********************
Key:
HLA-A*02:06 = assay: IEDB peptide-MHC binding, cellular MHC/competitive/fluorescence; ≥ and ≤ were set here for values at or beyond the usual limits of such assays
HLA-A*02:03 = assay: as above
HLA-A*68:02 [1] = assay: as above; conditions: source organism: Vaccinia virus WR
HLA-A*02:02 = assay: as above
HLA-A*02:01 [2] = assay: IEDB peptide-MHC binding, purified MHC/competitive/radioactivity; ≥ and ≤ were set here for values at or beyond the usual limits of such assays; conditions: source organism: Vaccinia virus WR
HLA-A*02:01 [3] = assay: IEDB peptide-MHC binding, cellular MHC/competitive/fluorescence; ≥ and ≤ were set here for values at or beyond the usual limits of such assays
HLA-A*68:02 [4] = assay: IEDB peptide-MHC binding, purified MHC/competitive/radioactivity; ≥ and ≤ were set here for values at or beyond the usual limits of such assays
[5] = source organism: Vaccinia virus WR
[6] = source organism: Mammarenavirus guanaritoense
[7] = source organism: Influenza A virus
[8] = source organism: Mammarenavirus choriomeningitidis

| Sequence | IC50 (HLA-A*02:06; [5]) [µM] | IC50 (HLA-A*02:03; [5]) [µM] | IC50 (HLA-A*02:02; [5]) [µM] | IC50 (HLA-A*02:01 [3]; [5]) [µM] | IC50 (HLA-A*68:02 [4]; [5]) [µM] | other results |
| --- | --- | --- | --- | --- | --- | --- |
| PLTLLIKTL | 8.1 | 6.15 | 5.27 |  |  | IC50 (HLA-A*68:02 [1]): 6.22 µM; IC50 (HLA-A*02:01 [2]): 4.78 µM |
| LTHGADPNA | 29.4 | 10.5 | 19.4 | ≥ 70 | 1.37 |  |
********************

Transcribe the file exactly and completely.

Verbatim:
Key:
HLA-A*02:06 = assay: IEDB peptide-MHC binding, cellular MHC/competitive/fluorescence; ≥ and ≤ were set here for values at or beyond the usual limits of such assays
HLA-A*02:03 = assay: as above
HLA-A*68:02 [1] = assay: as above; conditions: source organism: Vaccinia virus WR
HLA-A*02:02 = assay: as above
HLA-A*02:01 [2] = assay: IEDB peptide-MHC binding, purified MHC/competitive/radioactivity; ≥ and ≤ were set here for values at or beyond the usual limits of such assays; conditions: source organism: Vaccinia virus WR
HLA-A*02:01 [3] = assay: IEDB peptide-MHC binding, cellular MHC/competitive/fluorescence; ≥ and ≤ were set here for values at or beyond the usual limits of such assays
HLA-A*68:02 [4] = assay: IEDB peptide-MHC binding, purified MHC/competitive/radioactivity; ≥ and ≤ were set here for values at or beyond the usual limits of such assays
[5] = source organism: Vaccinia virus WR
[6] = source organism: Mammarenavirus guanaritoense
[7] = source organism: Influenza A virus
[8] = source organism: Mammarenavirus choriomeningitidis

| Sequence | IC50 (HLA-A*02:06; [5]) [µM] | IC50 (HLA-A*02:03; [5]) [µM] | IC50 (HLA-A*02:02; [5]) [µM] | IC50 (HLA-A*02:01 [3]; [5]) [µM] | IC50 (HLA-A*68:02 [4]; [5]) [µM] | other results |
| --- | --- | --- | --- | --- | --- | --- |
| PLTLLIKTL | 8.1 | 6.15 | 5.27 |  |  | IC50 (HLA-A*68:02 [1]): 6.22 µM; IC50 (HLA-A*02:01 [2]): 4.78 µM |
| LTHGADPNA | 29.4 | 10.5 | 19.4 | ≥ 70 | 1.37 |  |